The Northern Territory is set to lose its second Federal lower house seat.
The Australian Electoral Commission today released its determination of membership for the House of Representatives based on population.
Because of population falls across the Territory, the AEC says it will fall from two representatives to one.
The NT has two Senators.
The decision comes despite a last ditch bi-partisan effort of CLP and Labor Party politicians to have the move rejected.
The Australian Electoral Commissioner, Tom Rogers, said he made the determination based on the most recent official population figures for the Commonwealth published, and provided to him, by the Australian Statistician.
Those population figures show the NT had a population of 244,800 on December 31, 2019, a fall of 0.4 per cent on the year before.
Further examination of the numbers shows the Territory "lost" about 4000 residents to other states and territories in that year.
"The figures show the population has increased sufficiently to result in Victoria increasing its entitlement by one seat. At the same time, the determination of entitlement requires Western Australia and the Northern Territory to each decrease by one seat," Mr Rogers said.
- Victoria: Increase from 38 to 39 seats
- WA: Decrease from 16 to 15 seats
- NT: Decrease from two seats to one seat
Mr Rogers said the Electoral Commission was scheduled to meet on July 14 to direct the commencement of federal redistribution processes in Victoria and WA.
"Redistribution Committees will be appointed and the public will soon be invited to make suggestions and comments on matters affecting the drawing of federal electoral boundaries and the naming of electoral divisions," he said.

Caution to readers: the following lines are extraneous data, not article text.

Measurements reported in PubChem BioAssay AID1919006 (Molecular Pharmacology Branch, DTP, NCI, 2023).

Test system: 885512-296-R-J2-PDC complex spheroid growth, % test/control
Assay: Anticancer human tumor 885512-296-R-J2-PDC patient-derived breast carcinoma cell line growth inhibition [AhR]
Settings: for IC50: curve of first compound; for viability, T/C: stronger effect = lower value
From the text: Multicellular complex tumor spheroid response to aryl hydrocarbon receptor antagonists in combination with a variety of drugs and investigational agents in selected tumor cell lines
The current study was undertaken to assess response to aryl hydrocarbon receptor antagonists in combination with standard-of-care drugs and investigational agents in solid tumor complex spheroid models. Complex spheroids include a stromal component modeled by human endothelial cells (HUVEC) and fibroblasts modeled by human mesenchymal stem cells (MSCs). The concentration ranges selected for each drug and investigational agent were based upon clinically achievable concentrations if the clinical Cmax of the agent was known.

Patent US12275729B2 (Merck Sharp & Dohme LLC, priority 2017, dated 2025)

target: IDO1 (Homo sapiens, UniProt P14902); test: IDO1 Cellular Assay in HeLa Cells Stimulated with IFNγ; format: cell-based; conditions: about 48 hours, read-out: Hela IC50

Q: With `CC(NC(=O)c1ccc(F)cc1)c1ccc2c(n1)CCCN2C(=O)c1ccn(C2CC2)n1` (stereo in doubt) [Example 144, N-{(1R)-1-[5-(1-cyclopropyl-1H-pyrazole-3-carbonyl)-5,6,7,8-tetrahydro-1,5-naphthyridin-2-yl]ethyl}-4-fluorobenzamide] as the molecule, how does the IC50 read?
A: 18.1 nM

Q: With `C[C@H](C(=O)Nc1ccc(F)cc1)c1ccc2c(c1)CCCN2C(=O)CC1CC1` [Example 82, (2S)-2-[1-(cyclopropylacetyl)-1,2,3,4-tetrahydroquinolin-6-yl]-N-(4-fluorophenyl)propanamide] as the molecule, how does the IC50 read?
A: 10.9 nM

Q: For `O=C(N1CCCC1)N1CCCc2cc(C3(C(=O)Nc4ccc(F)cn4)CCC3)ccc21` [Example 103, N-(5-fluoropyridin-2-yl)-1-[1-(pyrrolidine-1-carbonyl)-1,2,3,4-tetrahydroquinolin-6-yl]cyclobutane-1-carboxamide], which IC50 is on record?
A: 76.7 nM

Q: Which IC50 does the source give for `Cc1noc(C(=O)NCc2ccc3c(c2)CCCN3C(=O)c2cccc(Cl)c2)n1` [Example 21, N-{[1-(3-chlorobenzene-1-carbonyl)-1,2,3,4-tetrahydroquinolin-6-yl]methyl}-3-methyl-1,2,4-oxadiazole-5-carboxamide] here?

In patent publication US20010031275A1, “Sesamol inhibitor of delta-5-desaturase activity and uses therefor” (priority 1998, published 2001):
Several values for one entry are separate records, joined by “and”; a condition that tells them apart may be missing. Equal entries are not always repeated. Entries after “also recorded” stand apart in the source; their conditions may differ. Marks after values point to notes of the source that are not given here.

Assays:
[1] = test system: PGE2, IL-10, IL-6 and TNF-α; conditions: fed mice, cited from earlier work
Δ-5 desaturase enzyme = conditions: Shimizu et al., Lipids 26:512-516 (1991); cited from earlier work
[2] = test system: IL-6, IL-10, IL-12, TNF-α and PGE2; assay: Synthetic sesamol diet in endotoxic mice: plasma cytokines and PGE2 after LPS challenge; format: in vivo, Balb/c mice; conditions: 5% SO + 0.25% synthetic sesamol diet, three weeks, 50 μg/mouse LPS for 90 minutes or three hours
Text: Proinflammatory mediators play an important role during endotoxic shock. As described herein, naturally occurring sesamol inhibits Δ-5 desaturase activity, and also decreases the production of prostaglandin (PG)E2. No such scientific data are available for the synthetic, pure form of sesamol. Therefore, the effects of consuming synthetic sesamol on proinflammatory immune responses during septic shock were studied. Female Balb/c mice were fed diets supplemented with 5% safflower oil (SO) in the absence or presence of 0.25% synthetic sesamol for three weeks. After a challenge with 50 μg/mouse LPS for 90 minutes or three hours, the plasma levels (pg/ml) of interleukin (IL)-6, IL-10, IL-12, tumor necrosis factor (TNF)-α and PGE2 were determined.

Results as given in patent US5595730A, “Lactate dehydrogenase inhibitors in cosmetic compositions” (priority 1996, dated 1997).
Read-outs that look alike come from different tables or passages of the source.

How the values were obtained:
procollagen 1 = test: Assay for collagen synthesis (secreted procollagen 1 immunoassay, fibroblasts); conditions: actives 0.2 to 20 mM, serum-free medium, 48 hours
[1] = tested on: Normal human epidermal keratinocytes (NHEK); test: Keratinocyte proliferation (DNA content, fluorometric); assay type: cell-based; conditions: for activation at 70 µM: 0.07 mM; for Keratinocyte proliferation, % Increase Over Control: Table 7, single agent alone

The determination of reduced entitlement for the Northern Territory to one seat only applies immediately for the purposes of enrolment. The Members elected at the 2019 federal election to represent the Division of Lingiari and the Division of Solomon will continue to represent those electoral divisions.
It has been widely reported that a private Senator's bill has been introduced to Parliament, proposing to increase the Northern Territory's minimum entitlement to two members of the House.
The Minister for Finance has asked the Joint Standing Committee on Electoral Matters to inquire and report on this bill.
"The AEC's announcement today, whilst disappointing, is no surprise. That's why Senator Don Farrell and I moved to introduce a Private Senator's Bill to legislate for our two Northern Territory House of Reps seats," Senator Senator Malarndirri McCarthy said.
"I urge Territorians to make the time to put in submissions to the JSCEM to support our current status of two lower house seats.
"This is a fight against the continued erosion of our Territory voices in Canberra. It is not good enough. We will not remain a people under surrender."
"It is imperative the JSCEM holds a hearing in Darwin so the voices of Territorians can be heard, as well as in Alice Springs to hear from regional voters.
"I would also encourage the committee to provide opportunity for Christmas and Cocos Islands to be heard, as I know submissions are coming from the Indian Ocean Territories."
CLP Senator for the Northern Territory, Dr Sam McMahon, said the implications were concerning because Territorians were already underrepresented in Canberra.
Dr McMahon said, "While our population is relatively small, the Northern Territory covers approximately 1.4 million square kilometres, not including Cocos-Keeling islands, and a single Member of Parliament cannot properly represent people in all areas."
In comparison, Tasmania covers an area of about 68,000 square kilometres and has five Members of Parliament in the House of Representatives, as well as twelve Senators. The population of Tasmania is approximately 515,000.
Dr McMahon said, "If you compare the NT to Tasmania you will see they have more than four times the Federal representation Territorians have, yet their population is not much more than double our own."
Contraction of the population in the NT has been of great concern over the past few years, however, Senator McMahon believes this alone should not necessarily mean we have less representation.
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